The Kukama-Kukamiria people depend mainly on a subsistence economy based on fishing and horticulture. Some of them engage in small-scale commercial activities such as the sale of fine woods and agricultural products (e.g. rice, corn, bananas, cassava, and beans) [19]. More than half of the population lives in poverty in both Nauta and Parinari where people do not have access to electricity, running water, or sanitation [20].

Most of the Kukama-Kukamiria people speak Spanish, but usually the elderly also speak their indigenous language which belongs to the Tupi Guarani language family [18]. There are education policies to teach children from the community the Kukama-Kukamiria language at school [18].


Our qualitative design was an interview-based case study [21]. This type of study looks for an in-depth description of people’s experiences and beliefs [21]. Since we wanted to understand the particular case of home birth practices among the Kukama-Kukamiria people and their preference for home birth over institutional birth, a case-study approach was the best-suited qualitative design for this research.

We conducted face-to-face semi-structured interviews in two phases. During the first phase in May 2017, we explored the general beliefs, customs, and healthcare seeking practices regarding pregnancy and childbirth. The second phase took place in July 2017 with the aim of corroborating findings from the first phase and exploring home birth and newborn care practices in more depth. Interviews were conducted in six villages located in the districts of Nauta and Parinari.

Target population

Our sample size is 60 participants and was the result of data saturation. The target population consisted of: (1) recent mothers who had experienced childbirth within one year prior to the interview (n = 19), (2) female relatives of recent mothers who had a role in childbirth (n = 12), (3) male relatives of recent mothers (n = 7), (4) community health workers (n = 12), and (5) traditional healers (n = 10). The latter included traditional birth attendants, healers, vegetalistas–local experts in the medical use of herbs and vegetables, and sobadoras–women who give massages to pregnant women to accommodate the baby in the womb.

Data collection

A fieldwork team comprised of authors R.P., an expert in qualitative methods, and Y.S., a professional midwife, were in charge of data collection. Before entering the communities for the first time, the fieldwork team sent letters of introduction to the authorities. Once at the community, the fieldwork team approached the community’s leaders to introduce themselves and ask for permission to conduct research. In these meetings, the fieldwork team explained the objectives of the study. After gaining the community leaders’ approval and support, the fieldwork team presented the research project to the rest of the community and announced that they would invite people to participate in interviews. Our key informant, a community health worker, helped the fieldwork team identify potential participants based on the inclusion criteria. These participants were approached by the team at their houses where they received an explanation of the purpose of the study, the risks and benefits of participation and who to contact in case they had questions or concerns.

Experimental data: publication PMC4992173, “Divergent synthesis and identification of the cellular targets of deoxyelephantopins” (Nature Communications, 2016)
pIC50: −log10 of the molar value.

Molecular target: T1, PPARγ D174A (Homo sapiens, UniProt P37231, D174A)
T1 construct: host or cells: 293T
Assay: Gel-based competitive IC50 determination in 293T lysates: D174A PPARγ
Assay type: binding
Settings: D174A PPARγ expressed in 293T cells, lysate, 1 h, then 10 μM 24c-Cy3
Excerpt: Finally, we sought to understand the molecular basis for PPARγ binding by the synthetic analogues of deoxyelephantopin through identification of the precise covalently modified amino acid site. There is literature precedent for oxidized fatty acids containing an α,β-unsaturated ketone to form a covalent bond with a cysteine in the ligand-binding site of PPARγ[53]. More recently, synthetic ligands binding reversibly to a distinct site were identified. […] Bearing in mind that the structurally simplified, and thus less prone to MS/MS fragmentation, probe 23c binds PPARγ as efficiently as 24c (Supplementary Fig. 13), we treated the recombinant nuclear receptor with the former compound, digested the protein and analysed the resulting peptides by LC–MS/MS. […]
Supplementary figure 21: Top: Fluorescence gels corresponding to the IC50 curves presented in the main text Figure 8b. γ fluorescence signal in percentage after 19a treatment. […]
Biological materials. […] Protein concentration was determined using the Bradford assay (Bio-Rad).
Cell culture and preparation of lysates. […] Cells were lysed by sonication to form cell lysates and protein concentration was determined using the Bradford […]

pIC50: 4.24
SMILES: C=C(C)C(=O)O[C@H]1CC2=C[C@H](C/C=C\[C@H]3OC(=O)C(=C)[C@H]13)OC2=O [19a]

Interviews were conducted in Spanish by R.P. who was supported by Y.S. taking notes. This method was designed based on previous research with the targeted population [610] and was not pre-tested. All interviews were audio-recorded after written, informed consent was obtained from all participants in accordance with this study’s Human Subject Research Protocol (#63631) approved by the Institutional Review Board from Universidad Peruana Cayetano Heredia on April 18, 2017. Interviews took place at the participants’ houses, and they lasted between 45 and 60 minutes. The interview guide for the first phase of the study had seven sections: (i) Demographic Data, (ii) Attitudes and Practices during Pregnancy, (iii) Attitudes and Practices during Childbirth, (iv) Attitudes and Practices in Neonatal Care, (v) Local and Traditional Medicine, (vi) Attitudes and Practices in Postnatal and Maternal Care, and (vii) Perceptions about Community Health Workers. Since there were five types of participants, the interview was tailored to each group so that they were asked about their particular roles and perceptions. The data from sections ii, vi, and vii of the interview guide are beyond the scope of this paper so they were excluded from the analysis.

During the second phase of data collection, we used the same interview guides but we spent more time on questions related to traditional practices and newborn care during home birth.

Data analysis